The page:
It’s this empathy that I think most drives me as a writer. I may have quickly left the stories about elderly abuse behind and moved swiftly into the realms of genre fiction, but when I look back on pretty much everything I’ve written there is a strong vein of social commentary running through it. I think that stems back to that original story, and the events that rooted me in this bizarre inclination to put words on paper for others to read.
The other thing I got from that time was my incredible sense of humour. I mean, am I right? *cymbal crash* Oh, wait, I didn’t put a joke there. RETRACT THE CYMBAL CRASH.
If you ask most comedians why they became funny, you’ll get the same answer back from them. Because kids are mean. If you find yourself in the unenviable position of being unpopular throughout your childhood, you have to go away and work out a way to get people to stop being a complete dick to you, and the quickest, truest method of doing that is to make them laugh, because it’s hard to hate someone who makes you laugh. Now, I’m not saying that I’m a veritable <insert name of funny person of your choice here> but my writing has always aimed to make you laugh as well as give you those ‘feels’ that the kids talk about on Tumblr these days.
I write because of the voices.
So that’s the origin story, all of which tells you why I wrote, but not why I write. Damn. Is it too late to go back? So why do I still write, all these years later? The short answer is I honestly don’t know, but I know I have to. I don’t actually have voices, or anything, but something sure as hell sits me in that chair in my utility room.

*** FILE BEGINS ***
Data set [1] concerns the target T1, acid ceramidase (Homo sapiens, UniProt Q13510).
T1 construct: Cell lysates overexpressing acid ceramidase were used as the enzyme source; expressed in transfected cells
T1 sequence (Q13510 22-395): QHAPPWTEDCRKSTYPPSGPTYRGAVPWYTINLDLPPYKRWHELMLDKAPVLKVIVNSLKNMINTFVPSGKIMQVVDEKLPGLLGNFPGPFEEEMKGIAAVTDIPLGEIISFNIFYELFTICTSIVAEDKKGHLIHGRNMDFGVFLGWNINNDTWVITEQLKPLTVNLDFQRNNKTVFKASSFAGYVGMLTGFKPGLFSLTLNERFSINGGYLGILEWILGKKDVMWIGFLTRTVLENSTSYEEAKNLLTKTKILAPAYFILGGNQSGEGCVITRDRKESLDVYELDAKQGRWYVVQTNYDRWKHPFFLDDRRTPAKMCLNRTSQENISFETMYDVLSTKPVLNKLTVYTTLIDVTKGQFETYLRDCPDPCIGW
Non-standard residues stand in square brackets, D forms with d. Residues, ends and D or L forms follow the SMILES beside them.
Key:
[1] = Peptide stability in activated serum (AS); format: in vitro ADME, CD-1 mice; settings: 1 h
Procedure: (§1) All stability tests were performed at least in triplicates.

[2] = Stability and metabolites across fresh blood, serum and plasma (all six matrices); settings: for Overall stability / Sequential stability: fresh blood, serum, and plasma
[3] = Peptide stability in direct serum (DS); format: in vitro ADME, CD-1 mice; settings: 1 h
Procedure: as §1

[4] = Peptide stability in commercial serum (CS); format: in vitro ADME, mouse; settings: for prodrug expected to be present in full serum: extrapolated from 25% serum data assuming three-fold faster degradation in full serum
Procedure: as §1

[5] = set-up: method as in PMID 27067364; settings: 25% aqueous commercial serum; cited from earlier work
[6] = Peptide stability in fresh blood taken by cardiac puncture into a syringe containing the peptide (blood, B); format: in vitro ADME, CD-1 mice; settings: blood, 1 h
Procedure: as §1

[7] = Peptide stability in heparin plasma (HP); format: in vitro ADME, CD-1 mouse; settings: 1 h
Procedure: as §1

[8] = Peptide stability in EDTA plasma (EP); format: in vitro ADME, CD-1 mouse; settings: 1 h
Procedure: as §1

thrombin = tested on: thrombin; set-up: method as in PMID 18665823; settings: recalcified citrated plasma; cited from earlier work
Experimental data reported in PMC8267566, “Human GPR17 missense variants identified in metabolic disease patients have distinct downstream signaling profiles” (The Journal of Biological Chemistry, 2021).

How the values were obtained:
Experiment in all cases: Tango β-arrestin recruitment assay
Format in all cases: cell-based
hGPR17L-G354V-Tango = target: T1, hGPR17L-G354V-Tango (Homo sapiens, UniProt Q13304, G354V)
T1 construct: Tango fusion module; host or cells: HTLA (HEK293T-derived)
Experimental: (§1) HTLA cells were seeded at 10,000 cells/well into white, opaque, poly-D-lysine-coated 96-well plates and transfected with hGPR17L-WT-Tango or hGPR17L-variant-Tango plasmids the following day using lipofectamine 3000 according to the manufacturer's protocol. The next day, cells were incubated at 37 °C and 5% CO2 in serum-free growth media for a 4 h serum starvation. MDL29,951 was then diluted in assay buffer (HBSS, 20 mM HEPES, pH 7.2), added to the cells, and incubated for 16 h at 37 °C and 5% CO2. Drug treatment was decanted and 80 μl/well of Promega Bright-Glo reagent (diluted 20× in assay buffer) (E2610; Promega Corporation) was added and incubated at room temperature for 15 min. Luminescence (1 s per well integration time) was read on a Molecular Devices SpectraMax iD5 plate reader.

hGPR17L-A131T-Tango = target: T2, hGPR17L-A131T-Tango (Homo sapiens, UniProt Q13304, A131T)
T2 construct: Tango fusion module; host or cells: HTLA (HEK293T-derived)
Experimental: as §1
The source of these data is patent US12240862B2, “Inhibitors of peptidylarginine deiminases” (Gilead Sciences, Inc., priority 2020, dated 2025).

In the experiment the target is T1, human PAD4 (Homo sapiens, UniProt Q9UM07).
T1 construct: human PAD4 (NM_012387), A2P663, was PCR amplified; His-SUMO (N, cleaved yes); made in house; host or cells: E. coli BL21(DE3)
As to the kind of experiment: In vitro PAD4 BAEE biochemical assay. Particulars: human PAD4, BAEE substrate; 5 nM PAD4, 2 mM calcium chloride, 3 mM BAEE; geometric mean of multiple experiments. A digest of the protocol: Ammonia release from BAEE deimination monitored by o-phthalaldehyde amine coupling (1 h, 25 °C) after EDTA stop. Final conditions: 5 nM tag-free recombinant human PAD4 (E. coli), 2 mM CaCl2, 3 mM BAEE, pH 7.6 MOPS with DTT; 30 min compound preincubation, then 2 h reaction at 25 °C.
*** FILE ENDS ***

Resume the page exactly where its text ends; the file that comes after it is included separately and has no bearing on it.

I’ve had periods in my life when I kind of gave up writing and others when I called myself a writer without actually doing any writing, but since I had children my desire to make something of this inherently ridiculous hobby has grown, and now I’m on the cusp of ‘actually doing the thing.’
Last year I discovered self-publishing as a concept. After years of some fairly half-hearted subbing my fairly uninspiring manuscript to agents and comps and endlessly editing the first three chapters of it, something in my head clicked and I realised the only thing between me and being a writer was me. So I killed evil me with a crossbow. Not really. Instead, I made a decision. I gave myself a year and a bit to get my shit ready to publish. If I couldn’t do that then I should just give up.
It worked. My half-formed manuscript gave way to a working draft. Then a second draft. Then a third, and it grew a little brother. Come the end of the year, I’ll be ready to launch my first novel at the world like a man flinging a nest of angry hornets into his back garden and hoping they don’t stream back in through the kitchen window to kill him.
Hopefully all of you will then buy it, and I’ll float away on a cloud of dreams and cash money. Or, I’ll release a second book and start to build an audience the hard way.
So, to answer the question:
Why do I write? Because I’m a writer.